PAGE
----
Gesture-technology interactions in contemporary music

Kanga, Zubin (2016) Gesture-technology interactions in contemporary music. Contemporary Music Review, 35 (4-5). pp. 375-378. ISSN 0749-4467


Although gesture has always been an essential component of music, the study of musical gesture, particularly in its literal interpretation as bodily gesture and movement, has only emerged as a significant field of research in the last decade. Drawing on a wide variety of disciplines, including dance, performance studies, human–computer interaction, semiotics, collaborative creativity, and compositional analysis, this field has highlighted the importance of embodiment, choreography, and the theatre of musical performance and shed new light on existing musical scores by looking beyond traditional analytic methods to examine their visual dimension.

Although there have been several significant collections of articles, including Gritten and King's Music and Gesture and New Perspectives on Music and Gesture (Ashgate, 2006, 2011), as well as Godøy and Leman's Musical Gestures: Sound, Movement, and Meaning (Routledge, 2010) there remain many avenues of research yet to be explored. The GEMME project (‘Musical Gesture: Models and Experiments’) has made a crucial contribution, focusing on the use of gesture by composers in contemporary music. The project, funded by the Agence Nationale de la Recherche (The French National Agency of Research) and featuring researchers based at IRCAM and the University of the Côte d'Azur, led by principal investigators Dr Nicolas Donin and Professor Jean-François Trubert, has examined the history of gesture in composition throughout the twentieth and twenty-first centuries, with a particular focus on how gestural practices emerge out of the creative process. The GEMME team has hosted multiple symposia at IRCAM and the University of the Côte d'Azur, convened the International Conference Tracking the Creative Process in 2015, and also produced a wide variety of published outputs, including an upcoming book, Composing Gesture.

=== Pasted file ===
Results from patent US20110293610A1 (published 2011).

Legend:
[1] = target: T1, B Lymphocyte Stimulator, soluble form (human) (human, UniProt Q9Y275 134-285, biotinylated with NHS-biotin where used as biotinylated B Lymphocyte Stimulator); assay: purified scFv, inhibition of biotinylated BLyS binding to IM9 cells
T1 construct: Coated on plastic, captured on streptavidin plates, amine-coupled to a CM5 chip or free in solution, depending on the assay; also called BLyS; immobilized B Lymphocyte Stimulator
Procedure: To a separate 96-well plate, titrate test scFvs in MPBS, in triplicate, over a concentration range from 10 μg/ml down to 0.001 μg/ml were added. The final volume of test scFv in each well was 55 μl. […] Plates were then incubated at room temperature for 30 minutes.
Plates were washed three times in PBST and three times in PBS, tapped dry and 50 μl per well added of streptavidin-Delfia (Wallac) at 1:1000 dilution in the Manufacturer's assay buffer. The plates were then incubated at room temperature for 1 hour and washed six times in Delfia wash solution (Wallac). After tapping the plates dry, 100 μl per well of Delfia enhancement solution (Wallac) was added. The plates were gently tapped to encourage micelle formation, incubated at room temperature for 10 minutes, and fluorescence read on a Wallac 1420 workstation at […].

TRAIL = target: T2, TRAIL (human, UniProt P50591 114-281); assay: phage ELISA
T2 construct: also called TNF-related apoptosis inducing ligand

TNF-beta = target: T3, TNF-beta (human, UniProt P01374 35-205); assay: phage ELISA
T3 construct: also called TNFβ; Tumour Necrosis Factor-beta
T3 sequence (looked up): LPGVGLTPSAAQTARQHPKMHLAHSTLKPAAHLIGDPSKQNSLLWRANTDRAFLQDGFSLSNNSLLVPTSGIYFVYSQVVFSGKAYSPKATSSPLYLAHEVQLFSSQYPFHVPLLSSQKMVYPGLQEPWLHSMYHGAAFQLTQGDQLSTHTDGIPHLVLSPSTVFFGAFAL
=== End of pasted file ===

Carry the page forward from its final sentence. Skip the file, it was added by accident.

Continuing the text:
The study of gesture is particularly relevant when looking at contemporary music that explores new technologies, creating electro-acoustic and multimedia performances. As the computing power and range of interactive technologies has increased exponentially over the past three decades, gesture has increasingly become a major site of exploration and experimentation in computer-generated music.

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